Cuba did the opposite. Within 12 months of Castro’s speech the Cuban Central Bank had divested itself of all foreign currency holdings denominated in US dollars in preparation for the impending collapse of the dollar.

      As a result of these divergent approaches, the Cuban people will survive the collapse, their society intact. Others will not be so lucky. Non-Cubans will have to hope that the “new world political and economic order” that President Castro spoke of will eventually emerge from the ashes of the current chaos, an order which will, for the first time, regard them as sovereign citizens whose interests need to be safeguarded by their elected government, not sacrificial lambs to be slaughtered in the interests global capitalism.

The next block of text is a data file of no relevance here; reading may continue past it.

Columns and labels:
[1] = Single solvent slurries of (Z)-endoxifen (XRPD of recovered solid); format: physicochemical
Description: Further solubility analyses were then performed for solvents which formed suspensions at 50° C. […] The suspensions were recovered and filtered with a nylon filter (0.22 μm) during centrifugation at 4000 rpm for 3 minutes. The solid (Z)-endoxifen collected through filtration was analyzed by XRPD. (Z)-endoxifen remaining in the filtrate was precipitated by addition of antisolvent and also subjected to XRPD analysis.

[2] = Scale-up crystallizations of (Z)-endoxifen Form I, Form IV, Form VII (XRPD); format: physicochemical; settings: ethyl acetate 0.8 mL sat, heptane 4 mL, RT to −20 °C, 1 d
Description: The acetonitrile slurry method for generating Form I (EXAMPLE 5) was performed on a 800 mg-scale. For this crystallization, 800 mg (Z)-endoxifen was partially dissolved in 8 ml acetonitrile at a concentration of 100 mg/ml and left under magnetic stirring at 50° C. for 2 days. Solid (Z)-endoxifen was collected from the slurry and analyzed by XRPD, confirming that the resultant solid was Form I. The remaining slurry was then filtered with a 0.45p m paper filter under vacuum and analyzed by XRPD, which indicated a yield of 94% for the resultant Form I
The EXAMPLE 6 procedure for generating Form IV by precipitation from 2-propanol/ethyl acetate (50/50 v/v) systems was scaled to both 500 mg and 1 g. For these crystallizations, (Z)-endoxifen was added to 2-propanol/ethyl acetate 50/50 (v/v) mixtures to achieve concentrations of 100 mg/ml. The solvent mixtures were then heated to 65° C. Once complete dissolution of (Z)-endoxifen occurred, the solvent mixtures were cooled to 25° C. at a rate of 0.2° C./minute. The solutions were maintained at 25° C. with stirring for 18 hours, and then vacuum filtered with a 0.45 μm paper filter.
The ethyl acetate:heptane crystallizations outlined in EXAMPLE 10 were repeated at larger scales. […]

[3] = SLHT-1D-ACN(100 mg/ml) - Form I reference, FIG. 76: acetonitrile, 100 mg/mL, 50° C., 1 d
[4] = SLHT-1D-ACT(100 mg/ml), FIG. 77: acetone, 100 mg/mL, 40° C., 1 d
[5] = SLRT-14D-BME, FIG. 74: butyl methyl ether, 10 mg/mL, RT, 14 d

Here is an extract of the relevant part of Fidel’s speech:

      The Role of the United Nations in the 21st Century

      by Fidel Castro Ruiz, 7 Sep 2000


      “There is no longer a real economy. There is a virtual economy. World exports total somewhere over six trillion dollars a year. However, everyone knows that 1.5 trillion dollars are involved in currency speculation operations, following the elimination of the gold standard in 1971, precisely at the time when the United States’ gold reserves had dropped from the initial 30 billion dollars to just 10 billion. With those 30 billion, it was able to maintain stability buying gold when there was a surplus and selling gold when there was a deficit.